Monday, 19 October 2009

Philippines raises $1B in global bond market

Jun Vallecera
Business Mirror

FOR the third time this year, the government tapped the global bond market for $1 billion to help it rein in the year’s budget deficit feared to hit P300 billion.

It will cost Filipino taxpayers 6.375 percent a year to pay interest on the IOUs the next 25 years, or until October 2034.

“The newly issued bonds were priced at 99.382 percent to yield 6.425 percent, or an equivalent of 216.5 basis points over benchmark US Treasuries,” Finance Secretary Margarito Teves said in a statement.

Teves needs the money to build or rehabilitate ruined public infrastructure left by typhoons Ondoy and Pepeng, the combined impact of which could widen the budget deficit to more or less P300 billion instead of P250 billion as programmed.

“We are very pleased to have been able to extend the republic’s maturity profile while, at the same time, achieving the lowest yield for a new 25-year benchmark US dollar global offering by the Philippines,” Teves said soon after the deal was completed on Friday.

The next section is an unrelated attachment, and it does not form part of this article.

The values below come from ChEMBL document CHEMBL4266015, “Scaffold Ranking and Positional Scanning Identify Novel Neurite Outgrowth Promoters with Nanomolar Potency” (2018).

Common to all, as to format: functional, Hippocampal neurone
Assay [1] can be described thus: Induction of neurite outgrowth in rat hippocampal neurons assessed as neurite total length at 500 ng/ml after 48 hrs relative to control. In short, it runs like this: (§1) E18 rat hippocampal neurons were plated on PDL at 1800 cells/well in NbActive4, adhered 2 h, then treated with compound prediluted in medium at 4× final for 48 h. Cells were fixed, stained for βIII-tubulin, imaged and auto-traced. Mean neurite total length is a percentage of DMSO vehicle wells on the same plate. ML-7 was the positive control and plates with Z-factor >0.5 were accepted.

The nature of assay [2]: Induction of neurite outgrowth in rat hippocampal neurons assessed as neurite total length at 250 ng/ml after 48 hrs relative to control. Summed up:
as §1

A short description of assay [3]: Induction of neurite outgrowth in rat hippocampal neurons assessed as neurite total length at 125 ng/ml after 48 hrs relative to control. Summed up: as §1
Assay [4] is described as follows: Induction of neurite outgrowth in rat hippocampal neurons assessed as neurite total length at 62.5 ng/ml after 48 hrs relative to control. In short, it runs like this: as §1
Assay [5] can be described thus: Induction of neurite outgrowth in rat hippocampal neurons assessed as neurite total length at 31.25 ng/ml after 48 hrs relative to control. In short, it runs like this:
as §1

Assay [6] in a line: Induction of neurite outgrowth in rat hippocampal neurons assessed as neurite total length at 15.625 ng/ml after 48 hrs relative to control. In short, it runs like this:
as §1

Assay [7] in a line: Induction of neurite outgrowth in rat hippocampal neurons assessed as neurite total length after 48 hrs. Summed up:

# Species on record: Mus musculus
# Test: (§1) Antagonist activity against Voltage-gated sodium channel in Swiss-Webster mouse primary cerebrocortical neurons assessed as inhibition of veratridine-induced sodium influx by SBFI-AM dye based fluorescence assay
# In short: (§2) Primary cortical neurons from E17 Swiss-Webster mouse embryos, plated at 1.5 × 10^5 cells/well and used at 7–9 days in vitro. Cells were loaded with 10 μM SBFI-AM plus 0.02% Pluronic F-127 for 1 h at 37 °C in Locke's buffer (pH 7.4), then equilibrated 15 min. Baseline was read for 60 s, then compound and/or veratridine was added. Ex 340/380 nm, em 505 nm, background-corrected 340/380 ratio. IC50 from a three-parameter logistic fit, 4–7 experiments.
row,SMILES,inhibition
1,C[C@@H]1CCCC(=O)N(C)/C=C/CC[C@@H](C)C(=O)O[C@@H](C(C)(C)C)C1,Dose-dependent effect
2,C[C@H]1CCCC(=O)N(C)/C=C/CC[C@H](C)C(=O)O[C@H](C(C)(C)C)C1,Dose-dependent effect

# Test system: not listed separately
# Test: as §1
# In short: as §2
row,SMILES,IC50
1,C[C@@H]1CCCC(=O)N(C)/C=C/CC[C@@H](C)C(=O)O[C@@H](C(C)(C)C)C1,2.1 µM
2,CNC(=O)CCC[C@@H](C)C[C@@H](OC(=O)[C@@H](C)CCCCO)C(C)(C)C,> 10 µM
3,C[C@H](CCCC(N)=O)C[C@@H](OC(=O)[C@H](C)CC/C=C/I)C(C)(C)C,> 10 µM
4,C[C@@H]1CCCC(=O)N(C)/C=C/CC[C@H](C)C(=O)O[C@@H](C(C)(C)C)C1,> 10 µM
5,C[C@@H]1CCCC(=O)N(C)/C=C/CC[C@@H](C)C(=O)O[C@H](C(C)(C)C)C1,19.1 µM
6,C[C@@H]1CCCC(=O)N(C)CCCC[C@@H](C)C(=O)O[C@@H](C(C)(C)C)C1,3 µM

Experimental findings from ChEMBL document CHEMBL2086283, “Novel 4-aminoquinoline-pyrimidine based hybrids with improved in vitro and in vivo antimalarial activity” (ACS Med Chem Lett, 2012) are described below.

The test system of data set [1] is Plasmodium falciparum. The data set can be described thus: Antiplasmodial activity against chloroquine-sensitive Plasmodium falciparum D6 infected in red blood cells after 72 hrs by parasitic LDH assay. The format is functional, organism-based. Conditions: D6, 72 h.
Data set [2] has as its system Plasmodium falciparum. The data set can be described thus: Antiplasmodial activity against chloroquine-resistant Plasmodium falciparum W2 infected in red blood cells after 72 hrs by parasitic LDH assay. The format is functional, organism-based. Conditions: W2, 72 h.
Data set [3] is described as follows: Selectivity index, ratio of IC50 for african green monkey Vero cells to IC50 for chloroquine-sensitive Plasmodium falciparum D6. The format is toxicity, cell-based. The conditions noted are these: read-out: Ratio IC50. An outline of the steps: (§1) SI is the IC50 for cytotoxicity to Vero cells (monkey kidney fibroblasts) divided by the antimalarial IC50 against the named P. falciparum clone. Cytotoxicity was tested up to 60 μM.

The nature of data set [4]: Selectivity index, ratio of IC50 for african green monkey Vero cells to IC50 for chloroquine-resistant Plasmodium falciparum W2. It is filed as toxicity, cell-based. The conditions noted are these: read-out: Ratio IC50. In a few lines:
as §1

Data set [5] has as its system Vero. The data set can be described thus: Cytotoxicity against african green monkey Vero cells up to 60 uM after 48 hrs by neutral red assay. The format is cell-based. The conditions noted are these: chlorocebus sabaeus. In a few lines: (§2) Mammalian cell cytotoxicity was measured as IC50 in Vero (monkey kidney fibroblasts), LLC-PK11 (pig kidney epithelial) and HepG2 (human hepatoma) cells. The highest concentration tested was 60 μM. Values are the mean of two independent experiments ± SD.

The bulk, or 37 percent, of creditors were US-based investors and 25 percent were Filipinos and others in the region. The rest were European investors comprising the balance of 13 percent.

“Positive investor reception for this transaction allowed us to resume our long-term borrowing strategy to achieve our funding objective in support of our fiscal program,” Treasury chief Roberto Tan said in reaction.

The transaction was arranged by Deutsche Bank Securities Inc., the British banking giant HSBC and the Swiss-owned UBS AG as joint lead managers and book builders.

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